Along with new engines, more power and torque and higher outright performance figures, Porsche has also improved the driving dynamics of the new 718 Boxster and Boxster S.
According to Porsche, “completely new chassis tuning improves cornering performance”. Porsche is therefore expecting the new 718 Boxster S to be a full 16 seconds faster around the Nurburgring than the previous model.
The Boxster has always been about razor sharp driving dynamics and this new model looks set to step forward significantly in that area.
“Our aim is always to be best in class,” chassis product line manager for the 718 Joachim Meyer claims. “We’ve been able to move the segment forward and offer the best performance in the segment. That includes comfort too. Performance is the focus, but comport is also important for us.”
The new horizontally opposed four-cylinder engines that are more powerful than the old sixes are still mounted amidships (read all about their outputs here) and are tethered by new, adaptive engine mounts (two of them) and positioned to offer a close to perfect 45:55 percent weight distribution from front to rear.
The base model is 5kg heavier than the old model, while the S is 15kg heavier. The engine unit is 8.1kg lighter, but the added weight comes mainly from the braking system and the strengthening required for the upgraded power.
When the Boxster is idling, the mounts decouple to isolate vibration and keep the cabin as calm as possible, but while driving, they switch over to a stiffer connection to minimise weight shift and movement of the engine’s mass. Opt for the Sport Chrono Package and you also get advanced dynamic transmission mounts, which further tighten the performance driving feel.
The rear suspension has been retuned with a new lateral member, which strengthens the rear subframe, and improves lateral rigidity. New shock absorbers feature larger piston and cylinder tube diameters to improve precision of the wheel through its arc of travel. The rear wheels are also 0.5-inches wider, which allow the fitment of wider tyres and deliver increased cornering stability.
The hydraulic vibration dampers have also been retuned and the stabiliser bars and springs have higher ratings. This combines to minimise pitch and rolling when cornering at speed, and Porsche has also implemented additional rebound buffer springs. Porsche says you’ll see less lifting of the front end under hard acceleration and less roll angle during dynamic cornering.
“The increase in torque especially meant we needed to revise the strength an rigidity of the suspension system,” explained Meyers.
The electromechanical steering system – now a Porsche trademark and standard setter – has been tweaked to deliver even better handling than the already brilliant Boxster. Porsche claims 10 per cent more direct action from the system, thanks to the adoption of the steering gear from the 911 Turbo.
The system combines to deliver more dynamic feedback at speed, but is less resistance at parking speeds for a much more pleasurable all-round experience.
Porsche Active Suspension Management (PASM) can be optioned and brings with it a 10mm lower ride height than the standard system. It’s exclusively for the Boxster S and, for the first time, there is a PASM option that lowers ride height by 20mm. Porsche claims that in both cases, the active chassis, which has been retuned, offers a near perfect compromise between long distance touring comfort and dynamic sporty handling.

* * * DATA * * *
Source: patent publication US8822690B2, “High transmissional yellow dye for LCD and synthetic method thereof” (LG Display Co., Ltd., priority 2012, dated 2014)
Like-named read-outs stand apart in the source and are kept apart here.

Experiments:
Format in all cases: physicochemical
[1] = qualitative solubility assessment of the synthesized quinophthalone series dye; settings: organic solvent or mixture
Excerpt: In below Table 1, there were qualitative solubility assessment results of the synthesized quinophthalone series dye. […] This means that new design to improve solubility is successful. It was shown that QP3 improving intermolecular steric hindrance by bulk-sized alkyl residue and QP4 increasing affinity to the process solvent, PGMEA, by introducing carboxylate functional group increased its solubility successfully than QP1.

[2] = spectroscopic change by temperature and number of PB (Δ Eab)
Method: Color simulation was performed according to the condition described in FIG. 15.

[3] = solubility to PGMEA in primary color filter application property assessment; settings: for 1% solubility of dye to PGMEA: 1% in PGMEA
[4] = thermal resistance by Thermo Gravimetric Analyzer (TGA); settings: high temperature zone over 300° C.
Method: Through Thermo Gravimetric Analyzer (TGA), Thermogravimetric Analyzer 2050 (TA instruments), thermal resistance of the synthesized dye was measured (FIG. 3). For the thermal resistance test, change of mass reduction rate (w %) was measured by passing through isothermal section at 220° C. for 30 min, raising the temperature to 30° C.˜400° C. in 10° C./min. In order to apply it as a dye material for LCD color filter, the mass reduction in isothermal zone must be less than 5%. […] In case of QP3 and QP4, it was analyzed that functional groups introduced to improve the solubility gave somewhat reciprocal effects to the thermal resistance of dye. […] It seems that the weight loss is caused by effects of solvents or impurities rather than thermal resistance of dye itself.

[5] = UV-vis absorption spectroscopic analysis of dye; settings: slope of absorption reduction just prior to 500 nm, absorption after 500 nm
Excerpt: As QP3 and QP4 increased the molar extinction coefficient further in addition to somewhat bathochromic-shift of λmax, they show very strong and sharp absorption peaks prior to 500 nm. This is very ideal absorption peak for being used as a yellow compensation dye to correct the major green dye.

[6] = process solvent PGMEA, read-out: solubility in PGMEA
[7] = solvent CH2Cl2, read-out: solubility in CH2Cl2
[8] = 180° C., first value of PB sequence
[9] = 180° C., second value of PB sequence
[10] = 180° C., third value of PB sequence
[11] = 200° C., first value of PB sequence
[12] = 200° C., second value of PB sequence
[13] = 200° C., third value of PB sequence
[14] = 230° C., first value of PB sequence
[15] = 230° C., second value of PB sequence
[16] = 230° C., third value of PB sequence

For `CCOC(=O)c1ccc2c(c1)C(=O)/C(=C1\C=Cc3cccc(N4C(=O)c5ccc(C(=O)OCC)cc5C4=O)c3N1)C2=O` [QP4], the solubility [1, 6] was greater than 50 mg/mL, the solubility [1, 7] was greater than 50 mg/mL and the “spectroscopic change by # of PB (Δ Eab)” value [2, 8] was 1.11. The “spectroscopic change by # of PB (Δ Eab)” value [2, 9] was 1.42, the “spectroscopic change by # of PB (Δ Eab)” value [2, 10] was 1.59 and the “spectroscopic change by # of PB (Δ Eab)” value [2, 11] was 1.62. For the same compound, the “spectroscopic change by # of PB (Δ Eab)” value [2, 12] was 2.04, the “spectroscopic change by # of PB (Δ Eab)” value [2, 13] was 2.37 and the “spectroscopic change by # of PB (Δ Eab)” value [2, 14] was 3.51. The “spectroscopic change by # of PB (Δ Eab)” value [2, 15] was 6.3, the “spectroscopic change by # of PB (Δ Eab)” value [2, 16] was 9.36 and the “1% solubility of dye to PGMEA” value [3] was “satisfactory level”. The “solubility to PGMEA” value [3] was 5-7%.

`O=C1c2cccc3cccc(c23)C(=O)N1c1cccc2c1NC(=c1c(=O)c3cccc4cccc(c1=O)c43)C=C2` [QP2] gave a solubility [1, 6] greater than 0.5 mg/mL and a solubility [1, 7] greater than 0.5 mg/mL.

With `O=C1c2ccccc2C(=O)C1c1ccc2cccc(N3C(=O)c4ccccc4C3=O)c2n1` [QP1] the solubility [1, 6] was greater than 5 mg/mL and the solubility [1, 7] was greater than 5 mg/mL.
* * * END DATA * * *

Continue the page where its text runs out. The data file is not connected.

“This allows us to give you even more everyday usability and performance,” said Meyers. “We pursued the idea of having consistently lower weight in all components as well.”
Like the suspension package, the braking system has also been revised for the new 718 Boxster. The basic Boxster now comes standard with the system previously used for Boxster S (330mm rotors front, 299mm rear). The Boxster S steps up to the four-piston calipers of the 911 Carrera at the front end.
Porsche is also equipping both models with its multi collision brain system, a system which can reduce the severity of a secondary accident by automatically braking the vehicle after the first collision where the airbags were triggered.
New Boxster also gets a sharper tune for Porsche Stability Management (PSM). When you opt for a Boxster with Sport Chrono, the system utilises a separate mode known as ‘PSM Sport’ that is activated by pushing the PSM Button in the centre console. This new mode lets enthusiastic drivers explore the outer performance limits of the vehicle and will be perfect for track days.
“We believe the PASM system suits all types of drivers for all types of conditions,” says Meyers.
The new system allows for much larger yaw angles, and more slip at the wheels so you can have a much more dynamic (read: fun) experience behind the wheel. Porsche claims the best part of this system is it means you don’t need to completely deactivate PSM, even for more experienced drivers, which is therefore much safer.
In keeping with Porsche’s philosophy that drivers should be able to deactivate all systems if they want to, you can still turn PSM off completely, but its comforting to know you don’t have to, and you can still have some fun.
“We’ve even worked with Pirelli in developing a new generation of tyres for the new Boxster,” says Meyers. “It was imperative that we achieved best in class dynamics and braking performance and the tyres are integral to this. The tyre must be highly stable in terms of performance, managing temperature and providing ample grip at all times.”
The 718 Boxster and Boxster S models will be priced from $113,100 and $143,400 respectively, both plus on-road costs. These figures represent price increases of $8400 and $12,300 respectively. Order books are now open.
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